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dc.contributor.authorGinieczki, Michael Boyceen_US
dc.date.accessioned2014-03-14T20:09:28Z
dc.date.available2014-03-14T20:09:28Z
dc.date.issued2010-03-31en_US
dc.identifier.otheretd-04122010-142730en_US
dc.identifier.urihttp://hdl.handle.net/10919/26802
dc.description.abstractABSTRACT In the U.S. Congress, the authorization-appropriation process is the formal model that establishes the separation between legislative and funding bills. Additionally, it determines the jurisdiction of the congressional committees that oversee those bills. However, a number of scholars have concluded that the authorization-appropriations dichotomy is substantially different in practice than the model suggests. Research in this area has shown that broad changes over the years have altered the roles of the authorization and appropriations committees. At different times, members of the appropriations committees have been regarded as guardians of the federal treasury, advocates of federal funds for their congressional district, or partisans in support of a political agenda (Adler, 2000). In addition to these roles, appropriators evidently have become more active in policymaking -- a role that traditionally has been the domain of the authorizing committees. To further explore the policymaking role of appropriators, this dissertation used a case study approach that traced appropriatorsâ interactions with the executive branch, focusing on a federal agency and its links with the appropriations subcommittees that have oversight and funding jurisdiction over the agencyâ s programs. Specifically, the study analyzed the relationship between the House and Senate Subcommittees on Labor, Health and Human Services, Education, and Related Agencies (L/ HHS) and the U.S. Department of Health and Human Servicesâ Agency for Healthcare Research and Quality (AHRQ) during the period from 1989-2009. Through an examination of critical incidents and contextual elements, this dissertation examined whether the Subcommittees on L/HHS increasingly have become significant players in shaping AHRQâ s policies and direction. In addition, the dissertation examined the impacts on AHRQ and possible reciprocal [Agency] influences on the Subcommittees. This research has the potential to build on existing works related to the dynamics of the authorization-appropriations process. Moreover, this research could provide a conceptual framework for analyzing the roles that the other congressional appropriations subcommittees play in relation to the executive branch agencies under their jurisdictions.en_US
dc.publisherVirginia Techen_US
dc.relation.haspartGinieczki_MB_D_2010.pdfen_US
dc.relation.haspartirbapprovalletterginieczki2010.pdfen_US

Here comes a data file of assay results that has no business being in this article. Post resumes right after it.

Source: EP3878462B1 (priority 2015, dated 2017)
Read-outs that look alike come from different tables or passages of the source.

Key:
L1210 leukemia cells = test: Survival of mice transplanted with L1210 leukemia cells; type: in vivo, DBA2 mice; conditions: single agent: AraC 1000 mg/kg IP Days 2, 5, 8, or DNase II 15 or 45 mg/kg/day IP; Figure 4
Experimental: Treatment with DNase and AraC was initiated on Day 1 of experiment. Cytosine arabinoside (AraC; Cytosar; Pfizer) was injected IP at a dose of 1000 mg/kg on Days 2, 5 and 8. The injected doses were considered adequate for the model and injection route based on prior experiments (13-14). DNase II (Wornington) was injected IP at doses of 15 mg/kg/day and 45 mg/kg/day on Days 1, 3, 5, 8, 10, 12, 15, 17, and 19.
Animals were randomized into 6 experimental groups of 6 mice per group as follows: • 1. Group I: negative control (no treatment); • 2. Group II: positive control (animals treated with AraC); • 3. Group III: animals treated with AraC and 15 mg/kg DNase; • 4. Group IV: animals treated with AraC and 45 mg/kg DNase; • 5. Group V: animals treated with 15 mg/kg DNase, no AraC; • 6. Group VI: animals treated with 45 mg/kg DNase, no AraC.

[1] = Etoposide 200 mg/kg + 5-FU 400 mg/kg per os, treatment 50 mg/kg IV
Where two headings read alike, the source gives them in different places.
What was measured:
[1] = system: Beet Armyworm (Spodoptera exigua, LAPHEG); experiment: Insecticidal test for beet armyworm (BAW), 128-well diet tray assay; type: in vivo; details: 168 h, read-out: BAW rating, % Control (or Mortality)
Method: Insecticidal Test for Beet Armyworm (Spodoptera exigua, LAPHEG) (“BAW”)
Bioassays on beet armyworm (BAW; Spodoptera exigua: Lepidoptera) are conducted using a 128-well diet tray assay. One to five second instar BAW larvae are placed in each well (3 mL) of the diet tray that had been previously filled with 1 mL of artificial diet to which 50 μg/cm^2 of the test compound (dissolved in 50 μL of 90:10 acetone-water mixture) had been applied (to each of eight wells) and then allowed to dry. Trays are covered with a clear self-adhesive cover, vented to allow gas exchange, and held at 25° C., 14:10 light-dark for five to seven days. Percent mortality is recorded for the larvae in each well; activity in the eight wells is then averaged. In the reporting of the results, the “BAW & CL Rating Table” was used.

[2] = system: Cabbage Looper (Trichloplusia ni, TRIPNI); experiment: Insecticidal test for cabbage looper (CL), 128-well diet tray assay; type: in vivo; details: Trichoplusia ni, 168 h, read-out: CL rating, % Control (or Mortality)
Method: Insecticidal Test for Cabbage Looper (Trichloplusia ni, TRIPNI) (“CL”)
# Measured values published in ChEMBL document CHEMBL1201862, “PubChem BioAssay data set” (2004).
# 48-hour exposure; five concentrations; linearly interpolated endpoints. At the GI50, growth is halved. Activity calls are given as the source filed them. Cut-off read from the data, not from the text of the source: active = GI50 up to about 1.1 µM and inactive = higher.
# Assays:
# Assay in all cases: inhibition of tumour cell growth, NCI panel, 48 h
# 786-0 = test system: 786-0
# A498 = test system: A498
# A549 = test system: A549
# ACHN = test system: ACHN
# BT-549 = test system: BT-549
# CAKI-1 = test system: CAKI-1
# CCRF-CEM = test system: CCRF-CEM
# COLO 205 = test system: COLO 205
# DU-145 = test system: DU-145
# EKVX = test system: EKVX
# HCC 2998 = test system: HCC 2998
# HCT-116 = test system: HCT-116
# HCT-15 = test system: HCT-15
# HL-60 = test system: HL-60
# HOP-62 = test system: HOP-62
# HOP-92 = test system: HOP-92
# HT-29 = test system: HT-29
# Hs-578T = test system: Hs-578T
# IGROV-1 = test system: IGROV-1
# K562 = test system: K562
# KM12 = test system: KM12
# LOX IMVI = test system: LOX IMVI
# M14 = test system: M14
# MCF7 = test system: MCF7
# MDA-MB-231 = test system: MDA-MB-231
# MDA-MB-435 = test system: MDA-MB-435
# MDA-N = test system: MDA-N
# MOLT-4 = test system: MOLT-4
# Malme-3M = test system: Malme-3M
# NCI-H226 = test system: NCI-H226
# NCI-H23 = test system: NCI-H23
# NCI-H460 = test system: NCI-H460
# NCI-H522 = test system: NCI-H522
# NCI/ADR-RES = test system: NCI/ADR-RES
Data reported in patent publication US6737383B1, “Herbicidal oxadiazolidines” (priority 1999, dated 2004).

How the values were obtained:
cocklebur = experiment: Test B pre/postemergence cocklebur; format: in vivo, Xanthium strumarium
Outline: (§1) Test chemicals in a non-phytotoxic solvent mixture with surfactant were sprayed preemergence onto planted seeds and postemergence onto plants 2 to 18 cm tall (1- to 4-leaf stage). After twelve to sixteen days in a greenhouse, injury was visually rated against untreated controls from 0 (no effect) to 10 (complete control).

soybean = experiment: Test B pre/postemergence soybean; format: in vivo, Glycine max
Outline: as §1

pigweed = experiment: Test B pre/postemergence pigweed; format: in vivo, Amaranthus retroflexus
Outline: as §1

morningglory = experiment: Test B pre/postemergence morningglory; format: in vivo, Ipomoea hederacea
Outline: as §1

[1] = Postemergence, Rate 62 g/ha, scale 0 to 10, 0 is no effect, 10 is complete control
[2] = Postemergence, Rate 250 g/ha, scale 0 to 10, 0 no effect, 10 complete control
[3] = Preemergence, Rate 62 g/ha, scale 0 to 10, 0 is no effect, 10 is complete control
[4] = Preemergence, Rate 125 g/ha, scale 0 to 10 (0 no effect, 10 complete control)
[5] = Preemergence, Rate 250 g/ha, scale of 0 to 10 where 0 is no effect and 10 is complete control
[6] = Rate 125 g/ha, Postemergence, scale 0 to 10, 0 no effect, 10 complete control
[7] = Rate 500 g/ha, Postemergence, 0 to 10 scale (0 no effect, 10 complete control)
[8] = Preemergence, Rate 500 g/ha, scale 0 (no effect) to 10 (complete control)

dc.rightsI hereby certify that, if appropriate, I have obtained and attached hereto a written permission statement from the owner(s) of each third party copyrighted matter to be included in my thesis, dissertation, or project report, allowing distribution as specified below. I certify that the version I submitted is the same as that approved by my advisory committee. I hereby grant to Virginia Tech or its agents the non-exclusive license to archive and make accessible, under the conditions specified below, my thesis, dissertation, or project report in whole or in part in all forms of media, now or hereafter known. I retain all other ownership rights to the copyright of the thesis, dissertation or project report. I also retain the right to use in future works (such as articles or books) all or part of this thesis, dissertation, or project report.en_US
dc.subjectauthorizationen_US
dc.subjectcongressional committeesen_US
dc.subjectpolicymakingen_US
dc.subjectappropriationsen_US
dc.subjectAgency for Healthcare Research and Qualityen_US
dc.titleAre Appropriators Actually Authorizers in Sheepâ s Clothing? A Case Study of the Policymaking Role of the House and Senate Appropriations Subcommittees on Labor, Health and Human Services, Education, and Related Agenciesen_US
dc.typeDissertationen_US
dc.contributor.departmentPublic Administration and Public Affairsen_US
dc.description.degreePh. D.en_US
thesis.degree.namePh. D.en_US
thesis.degree.leveldoctoralen_US
thesis.degree.grantorVirginia Polytechnic Institute and State Universityen_US
thesis.degree.disciplinePublic Administration and Public Affairsen_US
dc.contributor.committeechairHult, Karen M.en_US
dc.contributor.committeememberDudley, Larkin S.en_US
dc.contributor.committeememberWolf, James F.en_US
dc.contributor.committeememberFarquhar, Marybethen_US
dc.identifier.sourceurlhttp://scholar.lib.vt.edu/theses/available/etd-04122010-142730/en_US
dc.date.sdate2010-04-12en_US
dc.date.rdate2010-05-03
dc.date.adate2010-05-03en_US


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